In this section, we're going to introduce the
ActionSupportclass, a convenience class that provides default implementations of the
Actioninterface and several other useful interfaces, giving us such things as data validation and localization of error messages...The framework doesn't force you to use this, but it's a good idea to use it when learning the framework. In fact, it's pretty much always a good idea to use it unless you have reason not to.
The Struts 2 project just doesn't get it. Why must I implement an interface in order to get data validation and i18n? Or more specifically, why aren't these features modeled as services that can be injected, rather than interfaces which must be stubbed?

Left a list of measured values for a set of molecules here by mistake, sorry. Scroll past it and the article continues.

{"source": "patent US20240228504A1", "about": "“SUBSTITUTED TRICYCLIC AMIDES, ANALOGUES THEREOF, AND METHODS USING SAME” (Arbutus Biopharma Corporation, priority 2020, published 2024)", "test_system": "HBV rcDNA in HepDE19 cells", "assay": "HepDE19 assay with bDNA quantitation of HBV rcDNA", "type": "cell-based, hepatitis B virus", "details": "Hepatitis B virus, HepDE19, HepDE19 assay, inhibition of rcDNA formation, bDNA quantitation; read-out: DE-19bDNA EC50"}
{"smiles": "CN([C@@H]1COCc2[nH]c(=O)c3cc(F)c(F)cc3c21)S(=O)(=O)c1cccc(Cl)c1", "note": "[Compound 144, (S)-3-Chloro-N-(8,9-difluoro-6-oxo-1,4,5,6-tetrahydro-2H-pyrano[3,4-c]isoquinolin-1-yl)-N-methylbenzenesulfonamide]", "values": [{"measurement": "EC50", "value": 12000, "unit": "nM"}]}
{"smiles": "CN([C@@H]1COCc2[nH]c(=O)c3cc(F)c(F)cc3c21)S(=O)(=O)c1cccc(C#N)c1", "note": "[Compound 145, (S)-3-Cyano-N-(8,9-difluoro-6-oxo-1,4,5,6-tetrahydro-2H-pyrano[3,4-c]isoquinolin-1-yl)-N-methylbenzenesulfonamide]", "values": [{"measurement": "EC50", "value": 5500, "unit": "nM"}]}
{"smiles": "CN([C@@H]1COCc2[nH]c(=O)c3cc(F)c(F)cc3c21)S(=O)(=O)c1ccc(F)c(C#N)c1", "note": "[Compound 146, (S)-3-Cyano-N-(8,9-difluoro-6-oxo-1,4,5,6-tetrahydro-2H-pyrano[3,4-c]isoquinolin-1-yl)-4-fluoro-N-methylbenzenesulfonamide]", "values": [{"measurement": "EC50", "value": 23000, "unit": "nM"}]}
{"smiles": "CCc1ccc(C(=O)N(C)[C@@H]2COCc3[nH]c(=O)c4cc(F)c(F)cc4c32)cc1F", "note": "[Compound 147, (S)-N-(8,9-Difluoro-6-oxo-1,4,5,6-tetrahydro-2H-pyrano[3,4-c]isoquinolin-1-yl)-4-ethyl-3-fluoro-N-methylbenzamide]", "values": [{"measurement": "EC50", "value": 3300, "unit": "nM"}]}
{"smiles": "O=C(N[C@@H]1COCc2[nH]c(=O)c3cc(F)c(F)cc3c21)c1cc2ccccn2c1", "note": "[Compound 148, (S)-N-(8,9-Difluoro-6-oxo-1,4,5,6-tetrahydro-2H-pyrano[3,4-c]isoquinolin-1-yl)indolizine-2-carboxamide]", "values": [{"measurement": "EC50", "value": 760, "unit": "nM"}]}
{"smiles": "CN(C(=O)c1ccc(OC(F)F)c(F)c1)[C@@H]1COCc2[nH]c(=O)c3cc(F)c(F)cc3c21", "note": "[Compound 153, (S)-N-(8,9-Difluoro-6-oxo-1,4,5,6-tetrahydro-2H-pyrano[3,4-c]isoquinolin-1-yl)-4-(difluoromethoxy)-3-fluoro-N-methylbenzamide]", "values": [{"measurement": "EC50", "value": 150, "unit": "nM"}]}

Seriously, why must an action implement ValidationAware? Struts 2 has added support so I can name my action methods anything I want, why can't they do the same for the validate() method? This principle can also be applied to the error messages: they can be retrieved dynamically from various getErrors() and getMessages() method.
It looks to me like Struts 2 is trying to glom onto Spring's IoC buzzwords without actually adhering to the underlying principles. Of course, if they actually adhered to dependency injection and convention-over-configuration, they'd be pretty much identical to SpringMVC.